HC Deb 02 March 1972 vol 832 cc715-8
1. Mr. Skinner

asked the Secretary of State for Employment what are the latest unemployment figures nationally, and by regions of the United Kingdom.

The Secretary of State for Employment (Mr. Robert Carr)

At 14th February the provisional number of people registered as wholly unemployed in the United Kingdom was 968,927. In addi- tion 649,017 temporarily stopped workers were registered as unemployed. I will, with permission, circulate in the OFFICIAL REPORT similar information for regions.

Mr. Skinner

Is the Secretary of State aware that when these figures were announced last week, we read in all the newspapers that the outlook was improving? Is he also aware that three months earlier one of his ministerial colleagues in the Department of Trade and Industry said that the unemployment figures would not double during the lifetime of the present Government? Now that that has happened, perhaps the right hon. Gentleman can answer a more realistic question. Will he now give a guarantee that at the end of the Government's term of office the wholly unemployed will be less than half the present total?

Mr. Carr

I will not give any guarantee of that kind, any more than any Minister in my position has ever given any guarantee, or any more than Ministers in the previous Government undertook to double unemployment, which they succeeded in doing in their four years of office. I point out to the hon. Gentleman and the House that the seasonally adjusted number of wholly unemployed last month rose by only 1,000, which was the smallest increase in that number for well over a year. That is some cause for a belief that the recent upward trend is now levelling off, particularly when coupled with the fact that the seasonally adjusted number of vacancies also rose.

Mr. William Hamilton

On a point of order. I apologise for raising the point now, Mr. Speaker, but it is rather urgent. Many hon. Members have been to the Vote Office and found that there are no Order Papers available to us, so we do not know what Questions are being asked. Still less do we understand the answers.

Mr. Speaker

I do not think there is very much I can do about that. I have noted the point.

Mr. Hamilton

Further to that point of order, Mr. Speaker. This has put some of us in an impossible situation. I do not know whether it will be in order—[An HON. MEMBER: "They are there now."] If they are now in the Vote Office, I shall be gratified. But when hon. Members from both sides of the House were at the Vote Office two minutes ago, no copies were available. If it is in order, Mr. Speaker, I suggest that the House should adjourn for 10 minutes until supplies are available to us.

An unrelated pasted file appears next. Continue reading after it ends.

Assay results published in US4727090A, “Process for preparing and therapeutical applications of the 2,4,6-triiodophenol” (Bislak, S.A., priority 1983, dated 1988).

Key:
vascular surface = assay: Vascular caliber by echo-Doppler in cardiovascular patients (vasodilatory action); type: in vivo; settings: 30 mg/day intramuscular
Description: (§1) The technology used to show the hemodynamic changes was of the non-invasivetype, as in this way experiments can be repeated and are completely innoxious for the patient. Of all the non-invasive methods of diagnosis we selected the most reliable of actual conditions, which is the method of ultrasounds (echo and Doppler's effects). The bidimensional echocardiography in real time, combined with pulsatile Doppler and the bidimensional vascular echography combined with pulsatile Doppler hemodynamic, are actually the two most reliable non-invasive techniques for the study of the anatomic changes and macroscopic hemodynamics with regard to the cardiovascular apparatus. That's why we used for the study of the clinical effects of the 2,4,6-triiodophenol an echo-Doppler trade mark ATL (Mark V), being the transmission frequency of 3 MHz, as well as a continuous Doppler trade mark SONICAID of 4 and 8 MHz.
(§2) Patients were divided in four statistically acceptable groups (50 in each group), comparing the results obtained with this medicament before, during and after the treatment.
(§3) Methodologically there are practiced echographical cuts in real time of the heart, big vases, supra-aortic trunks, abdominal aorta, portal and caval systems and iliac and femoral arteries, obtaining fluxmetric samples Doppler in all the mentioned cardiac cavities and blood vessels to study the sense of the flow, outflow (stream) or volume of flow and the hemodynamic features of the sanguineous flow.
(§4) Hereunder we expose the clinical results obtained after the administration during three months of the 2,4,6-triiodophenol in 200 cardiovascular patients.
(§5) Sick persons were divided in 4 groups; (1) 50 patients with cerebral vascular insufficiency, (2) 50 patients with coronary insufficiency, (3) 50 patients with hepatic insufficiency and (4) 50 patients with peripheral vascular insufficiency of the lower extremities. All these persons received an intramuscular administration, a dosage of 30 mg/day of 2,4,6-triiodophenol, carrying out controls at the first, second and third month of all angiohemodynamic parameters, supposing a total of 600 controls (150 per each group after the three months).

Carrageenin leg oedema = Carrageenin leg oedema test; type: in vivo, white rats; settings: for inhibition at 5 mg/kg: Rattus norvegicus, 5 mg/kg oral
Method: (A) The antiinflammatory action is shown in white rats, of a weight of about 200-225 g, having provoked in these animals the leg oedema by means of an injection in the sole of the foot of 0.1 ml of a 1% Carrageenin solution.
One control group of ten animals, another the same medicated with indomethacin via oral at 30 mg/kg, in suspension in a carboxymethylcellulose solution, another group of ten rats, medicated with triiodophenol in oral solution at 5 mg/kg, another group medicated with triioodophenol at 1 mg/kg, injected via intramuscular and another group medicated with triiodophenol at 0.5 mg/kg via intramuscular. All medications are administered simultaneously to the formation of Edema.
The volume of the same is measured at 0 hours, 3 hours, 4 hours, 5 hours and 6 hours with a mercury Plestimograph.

Mr. Speaker

That would not be appropriate in my view.

Mr. Scott

Will my right hon. Friend add emphasis to his last remark by quantifying for us the improvement in the vacancies position? Looking at the figures, it seemed to me that this was one of the first hopeful signs that the basic employment situation was now improving.

Mr. Carr

I can tell my hon. Friend and the House that the number of unfilled vacancies increased last month by 10,494 and that this represented, on a seasonally adjusted basis, a rise of 7,300.

Mr. Kenneth Lewis

On a point of order. I confess, Mr. Speaker, that I find some difficulty in this situation. What surprises me is that you have not been informed that apparently no Order Papers are available. It is extremely difficult to follow the Questions without them. Some hon. Members have them, but what they have is the full Order Book. They are not the usual Order Papers. We do not have a list of Questions and apparently the Vote Office has run out of them, perhaps because of a strike, because they have not been printed or have not arrived. I am surprised, Mr. Speaker, that you had not been informed of this difficulty before Question Time.

Mr. Hamilton

May I advise you, Mr. Speaker, that not only is the Order Paper not available but that the Order Book also is not available? I inquired a minute ago and I was told that the Stationery Office is sending supplies but cannot guarantee when they will arrive. Hon. Members are sitting here virtually defenceless in the face of this situation.

Mr. Speaker

I think we must get on. I share the hon. Member's surprise and I should have been told about this. I will certainly go into the matter. Perhaps as we move from Question to Question, as each hon. Member asks his Question he will say what the Question is.

Mr. Hamilton

Further to the point of order. May I suggest, Mr. Speaker, that each hon. Member reads out his Question?

Mr. Speaker

That is exactly what I have just said.

Following is the information:

Wholly unemployed Temporarily stopped
South East 185,887 28,074
East Anglia 22,982 3,025
South West 56,022 11,760
West Midlands 88,171 218,464
East Midlands 47,901 78,621
Yorkshire and Humberside 91,405 103,101
North West 141,389 76,480
North 88,372 34,407
Wales 54,846 22,264
Scotland 148,823 69,229
Northern Ireland 43,129 3,592